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City of Charlottesville discussing vaccine requirements for staff as some departments lag in vaccination rate

Published: Sep. 21, 2021 at 9:50 PM EDT
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CHARLOTTESVILLE, Va. (WVIR) - The City of Charlottesville could be just weeks away from implementing a vaccination requirement for its staff. Before it does, though, some issues need to be worked out.

Right now, there’s a vaccine mandate on the table for City Manager Chip Boyles, and it may not be long before he gives it the ‘okay.’

The vaccination campaign for Charlottesville’s government employees has so far been a mixed bag of success.

It’s off to a strong start at the Charlottesville Fire Department, which is one of six city departments with at least 100 employees.

Data from the city that was shared with NBC29 on September 15 showed nearly 91% of CFD has gotten at least one shot.

“We want them to be vaccinated,” said City Spokesperson Brian Wheeler. “It’s important for them. It’s important for the community”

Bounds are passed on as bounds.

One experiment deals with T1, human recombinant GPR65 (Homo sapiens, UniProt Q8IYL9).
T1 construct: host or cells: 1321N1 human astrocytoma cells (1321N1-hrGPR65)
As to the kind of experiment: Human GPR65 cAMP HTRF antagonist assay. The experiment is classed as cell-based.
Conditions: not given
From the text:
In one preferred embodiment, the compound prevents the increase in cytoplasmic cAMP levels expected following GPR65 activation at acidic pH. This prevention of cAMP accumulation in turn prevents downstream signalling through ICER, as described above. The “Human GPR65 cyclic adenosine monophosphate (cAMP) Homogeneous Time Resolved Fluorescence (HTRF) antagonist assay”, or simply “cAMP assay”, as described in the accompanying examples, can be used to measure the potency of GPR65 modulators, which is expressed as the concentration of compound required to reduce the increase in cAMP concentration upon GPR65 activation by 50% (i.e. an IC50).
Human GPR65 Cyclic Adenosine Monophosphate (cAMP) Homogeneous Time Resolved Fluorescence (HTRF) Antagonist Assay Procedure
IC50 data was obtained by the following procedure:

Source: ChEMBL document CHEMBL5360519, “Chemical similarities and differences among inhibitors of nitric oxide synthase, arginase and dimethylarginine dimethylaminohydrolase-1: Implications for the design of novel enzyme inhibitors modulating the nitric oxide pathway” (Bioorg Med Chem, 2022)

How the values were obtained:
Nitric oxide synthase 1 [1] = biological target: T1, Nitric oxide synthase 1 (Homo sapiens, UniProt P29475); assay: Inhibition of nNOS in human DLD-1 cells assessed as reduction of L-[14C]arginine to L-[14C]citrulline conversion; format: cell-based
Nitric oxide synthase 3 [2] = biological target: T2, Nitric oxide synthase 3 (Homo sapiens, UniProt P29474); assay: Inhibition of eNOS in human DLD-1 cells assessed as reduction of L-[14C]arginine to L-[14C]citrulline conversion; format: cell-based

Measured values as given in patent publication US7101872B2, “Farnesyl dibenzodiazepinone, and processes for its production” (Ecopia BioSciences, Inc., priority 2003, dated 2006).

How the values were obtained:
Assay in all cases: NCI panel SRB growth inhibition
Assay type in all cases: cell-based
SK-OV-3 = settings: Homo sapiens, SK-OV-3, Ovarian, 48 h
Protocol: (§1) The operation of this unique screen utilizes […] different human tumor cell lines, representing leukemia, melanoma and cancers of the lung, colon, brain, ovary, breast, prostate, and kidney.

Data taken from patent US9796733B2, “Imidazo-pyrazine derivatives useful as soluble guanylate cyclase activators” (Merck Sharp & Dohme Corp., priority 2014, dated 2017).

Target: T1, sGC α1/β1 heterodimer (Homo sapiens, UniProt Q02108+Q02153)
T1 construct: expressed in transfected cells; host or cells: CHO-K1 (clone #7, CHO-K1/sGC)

Overall, nearly 4 of 5 (80%) city employees have received a shot. This includes five departments of fewer than 20 people (Circuit Court, City Treasurer, Commonwealth’s Attorney, Communications Office, and Human Resources).

There are, however, some agencies lagging behind. Just 86-of-142 transit employees have gotten a shot -- that’s a little more than 60%.

At the Charlottesville Police Department, 72 percent. Those are the two lowest vaccination rates for departments with at least 20 employees.

“There are some departments where we need to do some more work. We’re doing that by pushing, again, the education,” Wheeler said.

While the city is pushing education, it may be about to push further. Wheeler says there’s a plan in the works to require vaccinations.

“What that would look like is a requirement for employees to demonstrate that they’re vaccinated,” Wheeler said. “And if they’re not able to do that, that would be a testing program”

A reason the plan has not been implemented yet is logistical: the city wants to make sure the challenges with testing, both timeliness and resources, can be addressed before the program gets up and running.

Wheeler says that may mean the plan will be ready in October or November.

“I think the fact that the President and many other companies are making that decision, I think that helps put the pressure on us as an employer as well,” he said.

Wheeler says he doesn’t believe it will take “a lot of convincing” for Boyles to implement the plan once it’s ready.

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